Springsteen on Broadway just finished an extended residency at the Walter Kerr Theater in NYC. It was remarkable, with 236 sellout performances and some tickets being scalped for $6000+. The residency grossed $113,058,952.00 – not bad for basically a solo act. The show was not a purely musical performance, but rather an autobiographical monologue/musical montage (although it did have 15 songs) through the life of one of America’s true rock ‘n’ roll legends. To be able to pull off such a run, it clearly demonstrates that the nation’s love affair with Bruce Springsteen continues unabated.
I did not attend any of the performances in New York. But Netflix is currently streaming one of the one-man shows (well, Patti Scialfa came out for a song or two, but didn’t really say anything to the crowd). It’s one of the weird times where the TV show is probably a better deal than the live performance – since it’s not really a musical performance, the show captures the spoken-word dialogue and has multiple camera angles/closeups to make it intimate as it is brought vividly into your home. And if you have a modern flat screen TV with any size, coupled with a sound bar or external speakers, it’s a pretty great experience. Superior to the live performance? Nah, let’s not go that far, but you do avoid standing in line for the dirty bathroom with the unflushed toilet, paying $20 bucks for a drink, having a testy interaction with the person next to you who keeps fidgeting with a crinkly cellophane candy wrapper during the show, and having to deal with the vagaries of NYC.
I’ve been a Springsteen fan since the early 70s. I can still remember the cover story on Time magazine after Born to Run came out. But that was his third album. I was in his orbit from album one (thanks to my brother). I’ve seen him perform live many times, most recently a 4 four hour masterpiece at MetLife Stadium in New Jersey (check the archives for a review of that show). I really like Bruce, but not everything he has done, and I’ve come and gone with many of his later albums – sometimes I bought them, sometimes I didn’t, and sometimes I didn’t even pay attention. I guess that makes me a fan, but not a lover of all things Bruce.
Why do I like him? Multiple reasons. He has a deep catalog of songs that include some that are American rock masterpieces and that spoke to me as I went through phases of my life. As just one example, Born to Run is a true rock ‘n’ roll anthem to the restlessness of youth and the power of the idea that there is something better out there if you just leave home and venture forth. I felt that tug back in the day. His live performances are majestic rock ‘n’ roll revivals that make you believe in the power and spirit of rock music. The E Street Band is one of the best rock bands of all time. And his sheer love and passion about his art are super compelling. To be able to strut, rock, and connect with an audience night after night, and to do so during lengthy 3 hour+ performances, is simply super-human. And he has done it for decades. Kids, this is how you rock 'n' roll:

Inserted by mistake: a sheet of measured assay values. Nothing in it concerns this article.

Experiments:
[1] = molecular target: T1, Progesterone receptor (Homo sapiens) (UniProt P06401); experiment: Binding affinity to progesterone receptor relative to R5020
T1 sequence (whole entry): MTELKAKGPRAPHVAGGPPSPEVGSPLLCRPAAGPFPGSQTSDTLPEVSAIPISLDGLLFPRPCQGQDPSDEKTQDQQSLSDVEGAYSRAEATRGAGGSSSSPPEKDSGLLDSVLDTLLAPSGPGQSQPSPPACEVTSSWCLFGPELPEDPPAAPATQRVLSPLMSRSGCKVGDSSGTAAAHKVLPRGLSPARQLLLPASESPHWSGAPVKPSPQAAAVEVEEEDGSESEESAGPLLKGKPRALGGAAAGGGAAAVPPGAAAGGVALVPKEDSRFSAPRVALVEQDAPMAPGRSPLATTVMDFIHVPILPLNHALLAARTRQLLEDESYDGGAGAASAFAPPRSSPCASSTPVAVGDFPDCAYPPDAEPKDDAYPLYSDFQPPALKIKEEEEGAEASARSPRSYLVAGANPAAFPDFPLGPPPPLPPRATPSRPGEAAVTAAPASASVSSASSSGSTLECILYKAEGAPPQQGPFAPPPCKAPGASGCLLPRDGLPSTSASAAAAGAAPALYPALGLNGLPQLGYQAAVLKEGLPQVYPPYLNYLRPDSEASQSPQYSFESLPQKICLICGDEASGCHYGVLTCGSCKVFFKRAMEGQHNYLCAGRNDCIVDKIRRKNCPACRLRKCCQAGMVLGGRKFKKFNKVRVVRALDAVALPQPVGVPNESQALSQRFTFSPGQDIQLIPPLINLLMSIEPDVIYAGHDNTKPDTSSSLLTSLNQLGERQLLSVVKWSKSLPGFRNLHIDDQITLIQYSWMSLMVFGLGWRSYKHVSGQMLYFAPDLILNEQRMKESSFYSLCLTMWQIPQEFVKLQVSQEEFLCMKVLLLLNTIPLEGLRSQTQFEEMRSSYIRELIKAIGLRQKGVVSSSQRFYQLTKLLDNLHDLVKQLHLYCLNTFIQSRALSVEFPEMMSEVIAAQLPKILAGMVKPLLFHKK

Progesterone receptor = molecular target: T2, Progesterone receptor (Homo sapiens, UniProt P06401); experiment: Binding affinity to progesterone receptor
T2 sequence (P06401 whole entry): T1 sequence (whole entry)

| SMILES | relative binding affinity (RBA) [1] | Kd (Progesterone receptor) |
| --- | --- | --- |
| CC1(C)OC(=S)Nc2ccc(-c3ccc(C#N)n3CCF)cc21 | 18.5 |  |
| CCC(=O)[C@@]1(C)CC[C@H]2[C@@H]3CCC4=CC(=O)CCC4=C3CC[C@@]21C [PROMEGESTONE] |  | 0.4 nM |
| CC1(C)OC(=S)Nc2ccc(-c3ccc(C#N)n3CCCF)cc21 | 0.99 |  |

But not all is likeable, proving his humanness to all. Bruce has an ego that can be off-putting at times. For instance, in this show, he talks about basically inventing the Jersey Shore music scene but then later describes some who came before him, his adopting and emulating their performances at the Stone Pony, and him imitating their moves and grooves for incorporation into his own act. Ummm, Bruce, who invented who? And as we all know, a scene is not one performer – a scene has multiple acts that capitalize on a bit of luck and fortune that comes from having a nucleus of talents that all burst on the spot simultaneously and are fed by the same short-lived happenstance of fate. Bruce also has a tendency to become too political and preachy for my taste – just play music, dude. And his live performances, while still marvelous, have suffered from his fading voice, which is painful to watch during the Springsteen on Broadway performance.
It’s this combination of much more good than bad that really makes most fans connect with Bruce. He has put himself out there in the most intimate and vulnerable way so that there is no denying how freakin’ human he is. His exploration of his emotions and feelings and his unique way of describing them as he goes through life, well, it’s poetic in a sense and pure rock ‘n’ roll in another. And (get ready to swell with pride here), his music is an exemplar of the American rock story. Can you imagine a European singing about racing hot rod cars in the street, and using that as a metaphor for describing life's struggles in general? Me, either. Bruce is, in short, a National Treasure.
All of this is an introduction to my thoughts on Springsteen on Broadway. Here are some short bursts of things I took away from the show:
1. It was better to catch this on Netflix than live.And much less expensive.
2. It was too long.I watched it in two sittings and was still squirming at the end.
3. Bruce looks great for a guy pushing 70 – he is fit, thin, moves about with ease, has a face that has aged but doesn’t look like it’s had too much work, and he still has plenty of hair (albeit clearly colored).In a word, he looks and appears as an authentic rocker.He has pride in his rough cut appearance.And it works.